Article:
Portable Fuel ContainersGas Can


EPA established standards that limit hydrocarbon emissions that evaporate from or permeate through portable fuel containers (PFCs) such as gas cans used to refuel a wide variety of gasoline-powered equipment (e.g., lawn and garden equipment, recreational equipment, and passenger vehicles that have run out of gas). The rules apply to PFCs manufactured after January 1, 2009. The rule also applies to importers.

The standards limit evaporation and permeation emissions from these containers to 0.3 grams of hydrocarbons per gallon per day. EPA also adopted test procedures and a certification and compliance program to ensure that containers meet the emission standard over a range of in-use conditions.

During rulemaking, EPA worked closely with major container manufacturers to help assure that the new cans will be built with a simple and inexpensive permeation barrier and new spouts that close automatically.

Purpose of the Regulations

In 2008 there were an estimated 3.27 billion gallons of fuel dispensed by over 80 million PFCs in the United States that resulted in an estimated 70,262 gallons of spilled fuel annually.

The danger of spilled fuels comes in the form of VOCs (volatile organic compounds) that escape into the atmosphere whenever gas leaves a container. The regulations focus on VOCs ability to permeate through the plastic of the container and emissions released when pouring or caps are left off. VOCs are considered a greenhouse gas and their release can also contaminate ground water.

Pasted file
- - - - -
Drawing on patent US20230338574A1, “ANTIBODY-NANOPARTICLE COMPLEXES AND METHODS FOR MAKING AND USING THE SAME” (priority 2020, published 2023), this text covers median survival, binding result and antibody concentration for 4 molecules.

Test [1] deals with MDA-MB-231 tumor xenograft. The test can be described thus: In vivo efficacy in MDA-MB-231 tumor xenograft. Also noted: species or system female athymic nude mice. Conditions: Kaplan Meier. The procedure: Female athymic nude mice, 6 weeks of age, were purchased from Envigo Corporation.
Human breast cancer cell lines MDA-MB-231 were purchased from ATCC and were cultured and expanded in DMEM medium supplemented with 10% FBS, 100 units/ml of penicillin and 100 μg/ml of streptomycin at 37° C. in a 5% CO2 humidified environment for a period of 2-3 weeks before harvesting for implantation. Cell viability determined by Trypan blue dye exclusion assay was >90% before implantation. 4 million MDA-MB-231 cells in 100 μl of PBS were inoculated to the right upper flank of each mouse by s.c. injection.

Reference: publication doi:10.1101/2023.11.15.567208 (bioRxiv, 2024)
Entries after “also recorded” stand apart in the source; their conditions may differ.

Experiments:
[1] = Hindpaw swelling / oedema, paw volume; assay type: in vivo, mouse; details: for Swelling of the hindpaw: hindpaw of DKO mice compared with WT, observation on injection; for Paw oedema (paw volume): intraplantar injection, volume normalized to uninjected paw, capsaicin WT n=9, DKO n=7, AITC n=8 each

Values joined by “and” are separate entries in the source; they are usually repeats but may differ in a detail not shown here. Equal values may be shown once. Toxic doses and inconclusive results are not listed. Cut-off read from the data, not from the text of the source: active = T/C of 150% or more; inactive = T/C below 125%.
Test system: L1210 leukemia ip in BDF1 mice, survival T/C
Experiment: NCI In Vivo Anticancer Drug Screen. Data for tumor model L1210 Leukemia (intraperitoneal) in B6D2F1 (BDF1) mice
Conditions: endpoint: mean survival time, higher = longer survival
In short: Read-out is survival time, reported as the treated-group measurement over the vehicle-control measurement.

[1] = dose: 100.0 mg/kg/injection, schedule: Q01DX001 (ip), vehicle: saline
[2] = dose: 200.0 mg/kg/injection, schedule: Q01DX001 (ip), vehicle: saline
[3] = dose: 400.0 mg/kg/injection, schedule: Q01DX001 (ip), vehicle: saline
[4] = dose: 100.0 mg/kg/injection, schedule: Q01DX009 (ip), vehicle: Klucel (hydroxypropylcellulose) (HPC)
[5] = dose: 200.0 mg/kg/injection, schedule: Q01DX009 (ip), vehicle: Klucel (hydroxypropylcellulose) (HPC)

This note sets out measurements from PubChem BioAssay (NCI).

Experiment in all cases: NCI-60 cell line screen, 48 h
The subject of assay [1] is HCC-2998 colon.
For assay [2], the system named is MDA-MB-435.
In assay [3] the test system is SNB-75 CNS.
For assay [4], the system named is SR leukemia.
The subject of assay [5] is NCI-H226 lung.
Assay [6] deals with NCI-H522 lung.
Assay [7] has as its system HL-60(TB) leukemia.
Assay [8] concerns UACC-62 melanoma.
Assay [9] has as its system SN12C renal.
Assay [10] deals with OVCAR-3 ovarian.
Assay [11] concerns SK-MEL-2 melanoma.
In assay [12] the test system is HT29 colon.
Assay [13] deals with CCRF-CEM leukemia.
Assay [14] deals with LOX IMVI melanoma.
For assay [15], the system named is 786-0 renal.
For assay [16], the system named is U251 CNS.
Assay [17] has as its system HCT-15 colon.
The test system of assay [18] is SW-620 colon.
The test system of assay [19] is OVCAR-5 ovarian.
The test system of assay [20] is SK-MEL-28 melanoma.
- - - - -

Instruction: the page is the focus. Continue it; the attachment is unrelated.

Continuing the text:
PFC Regulations
The EPA regulations are based on requirements started in California by the California Air Resources Board (CARB) in 2000 and updated in 2007. Since 2000, some individual states have been following suit, but the EPA regulations bring all states in line -- since January 1, 2009 all new PFCs manufactured or imported and sold in the United States must be compliant.

The regulations require:

  • A single, self-venting opening for filling and pouring with no separate vents or openings.

  • A treated can body for minimal permeation of fuels.

  • Automatic closure, meaning a nozzle which automatically springs to the closed position when not pouring.

  • Childproof features as designated by the Children's Gasoline Burn Prevention Act.

The full text of the PFC regulations is found in 40 CFR 59.600 through 40 CFR 59.699.

Requirements for Importing Portable Fuel Containers into the United States

The requirements for importing portable fuel containers into the US are found in 40 CFR 59.644

In addition to meeting the technical specifications, prior to importing containers into the U.S., EPA may require an importer to post a bond (up to five dollars per container) to cover any potential compliance or enforcement actions under the Clean Air Act if an importer cannot demonstrate to EPA that they have assets of an appropriate liquidity readily available in the United States with a value equal to the retail value of the containers that will be imported during a calendar year.

Additional Resources

What are the requirements for importing portable fuel containers.

Portable Fuel Container and Equipment Manufacturer Contacts List maintained by the California Environmental Protection Agency.